Essay "Who is the most to blame for the conflict in the heartbreak kid?" In the play "The HeartbreakKid" by Richard Barrett, Papa is the most to blame for the conflict, rather than Nicky. Papa, a teacher, led Nicky, her student, to believe she was sexually attracted to him. Papa is unaware of her own feelings, making her indecisive, and declines to use her power to stop Nicky's ideas of the two of them 'dating.' Nicky also has to take some responsibility as he reads too much into Papa's interest in him.
Her Greek background and her youthful age, are factors that contribute to Papa's isolation from her collegues. Being trapped between the Australian and Greek cultures, also excludes her from her more traditional family. This leaves Papa looking for an understanding, inclusive connection; she believes she can find this with Nicky. Nicky too is alienated from his family and their Greek customs, he is also caught between wanting to be an adult, but still being a teenager.
He too is looking for a relationship where he can comfortably fit in and looks to Papa for a sense of belonging.
Conflict in the play, arises from Papa and Nicky's relationship, and what they both want from it. Papa is confused by what she wishes for; she is torn between the wants of a teacher and a personal relationship. She is not fully aware of what her true feelings for Nicky are, leaving her to be undecided on what action to take. Her indecision encourages Nicky to pursue the affair and friction occurs when the two of them start dealing with each other on a more personal level. They argue with one another and others over what each party desires from the connection.
Papa is given many chances to stop Nicky's fantasies of the two of them. From the beginning, she declines to make her intentions clear about the purpose of the drive. Through-out the play, Papa passes up many opportunities such as after the first soccer game when Nicky says "I'll take youÃ¢ÂÂ¦out"pg32, she can put a stop to it then but dismisses the chance. The scene where Papa accepts the necklace, but asks him to mind it, is another illustration of this, it also displays Papa's uncertainty of what she wants. On the most important occasion to say 'no,' when Nicky insists they go to the National Park, Papa fails once more. She also is the one who moves forward to initiate a kiss, leading Nicky on again, she then states "When IÃ¢ÂÂ¦seriously"pg78, crushing all his hopes.
Graham is Papa's best friend and confidant, they went to university together, and Papa constantly seeks his advice. He is the first to pick up Papa's feelings for Nicky. Graham can see what is really happening between them. Graham understands Papa's feelings better than she does as he is looking at the situation from an objective point of view. He warns Papa to "be careful" and trys to make her see the consequences of the relationship. Graham also attempts to counsel her on what to do. He believes that Papa's job is enough reason for her to nullify all fantasies that Nicky has. He thinks she is acting unprofessionally. Papa refuses to listen to Graham's advice and her ignorance frustrates him. Graham gets quite upset when Papa disregards his warnings. Graham perceives that Papa is the most to blame as she has the power too stop the relationship, but fails to do so.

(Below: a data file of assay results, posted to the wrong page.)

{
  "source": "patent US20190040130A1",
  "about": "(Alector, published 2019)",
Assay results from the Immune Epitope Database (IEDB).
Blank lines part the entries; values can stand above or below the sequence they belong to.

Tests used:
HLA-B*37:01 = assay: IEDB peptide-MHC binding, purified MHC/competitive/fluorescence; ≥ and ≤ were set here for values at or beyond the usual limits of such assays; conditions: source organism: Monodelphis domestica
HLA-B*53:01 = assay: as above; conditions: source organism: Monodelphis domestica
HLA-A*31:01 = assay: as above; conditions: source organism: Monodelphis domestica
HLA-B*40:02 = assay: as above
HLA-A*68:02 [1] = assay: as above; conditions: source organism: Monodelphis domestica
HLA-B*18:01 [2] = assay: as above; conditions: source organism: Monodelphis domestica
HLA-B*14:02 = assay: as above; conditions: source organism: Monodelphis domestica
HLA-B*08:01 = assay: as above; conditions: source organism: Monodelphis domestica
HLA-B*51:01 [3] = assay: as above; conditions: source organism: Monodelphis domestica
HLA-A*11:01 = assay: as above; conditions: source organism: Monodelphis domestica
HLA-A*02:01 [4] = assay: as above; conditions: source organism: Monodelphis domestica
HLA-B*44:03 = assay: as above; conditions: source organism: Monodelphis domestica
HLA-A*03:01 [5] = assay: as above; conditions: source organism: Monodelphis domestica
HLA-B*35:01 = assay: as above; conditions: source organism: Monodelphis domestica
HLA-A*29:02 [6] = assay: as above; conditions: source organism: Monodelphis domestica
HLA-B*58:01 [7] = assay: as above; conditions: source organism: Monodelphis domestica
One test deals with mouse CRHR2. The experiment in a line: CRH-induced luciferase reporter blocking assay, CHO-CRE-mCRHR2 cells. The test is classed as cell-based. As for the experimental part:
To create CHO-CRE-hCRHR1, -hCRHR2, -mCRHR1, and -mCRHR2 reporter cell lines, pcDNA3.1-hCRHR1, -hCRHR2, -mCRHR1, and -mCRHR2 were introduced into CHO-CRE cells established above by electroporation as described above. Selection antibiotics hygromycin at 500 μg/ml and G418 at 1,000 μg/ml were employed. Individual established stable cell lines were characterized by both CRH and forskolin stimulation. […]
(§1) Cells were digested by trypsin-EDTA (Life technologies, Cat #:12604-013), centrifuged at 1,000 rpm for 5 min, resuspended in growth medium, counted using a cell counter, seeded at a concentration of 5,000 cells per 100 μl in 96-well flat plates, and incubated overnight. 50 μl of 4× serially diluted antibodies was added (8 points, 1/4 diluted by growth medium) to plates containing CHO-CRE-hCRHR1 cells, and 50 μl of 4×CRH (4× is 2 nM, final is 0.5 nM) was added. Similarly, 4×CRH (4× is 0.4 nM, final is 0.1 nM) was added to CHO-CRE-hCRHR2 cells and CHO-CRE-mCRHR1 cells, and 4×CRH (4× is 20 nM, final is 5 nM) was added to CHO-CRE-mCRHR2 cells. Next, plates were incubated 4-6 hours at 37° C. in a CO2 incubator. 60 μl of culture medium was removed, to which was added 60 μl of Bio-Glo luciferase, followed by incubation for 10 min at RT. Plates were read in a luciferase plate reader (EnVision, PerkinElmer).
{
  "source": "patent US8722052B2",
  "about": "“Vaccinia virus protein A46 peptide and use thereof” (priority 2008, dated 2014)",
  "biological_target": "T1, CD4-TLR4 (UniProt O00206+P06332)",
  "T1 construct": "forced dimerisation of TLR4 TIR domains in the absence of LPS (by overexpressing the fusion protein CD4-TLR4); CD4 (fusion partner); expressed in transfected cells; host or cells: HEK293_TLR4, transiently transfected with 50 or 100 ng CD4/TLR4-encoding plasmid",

Nicky reads too much into Papa's actions and gets carried away with his fantasy of the two of them. He too must take some blame, he allows himself to be lead on and to truly believe that Papa loves him. "The only reasonÃ¢ÂÂ¦future"pg62, is an example of how delusional Nicky becomes about his relationship with Papa. He refuses to listen to the truth, when Con tells him about her engagement. He also interprets many of Papa's motives the wrong way. Nicky perceives their relationship to be far more personal than it really is; he even makes comments about marriage to Papa in the park. Nicky allows himself to be swept away in the illusion of a personal relationship with Papa; consequently he contributes to the conflict in the play.
Con and Steve are both Nicky's friends; it is Con however that Nicky confides in. Con thinks Nicky is misinterpreting Papa, that he is being stupid and living in a fantasy. Con tries hard to persuade Nicky that he and Papa can never be together. "She's got somebody," he says, referring to Papa and Graham, in an attempt to crush Nicky's fantasies. He also tells him of her engagement in a continual effort to bring Nicky back to reality. He comprehends the conflict to be Nicky's fault because he is being extremely foolish about Papa, and the chance of the two of them.
In conclusion, Papa is the most to blame for the conflict in the play "The Heartbreak Kid." As she is unaware of her real feelings, she leads Nicky on, encouraging him. She is also in a position of power to stop the relationship, at the start and once it gets rolling. Although Nicky allows himself to be strung along by Papa and lives in a daydream, this does not make him more at fault for the conflict. Papa has the capability to halt the relationship at any stage but continually passes up the chance. Therefore the person most accountable for the conflict in the play is Papa.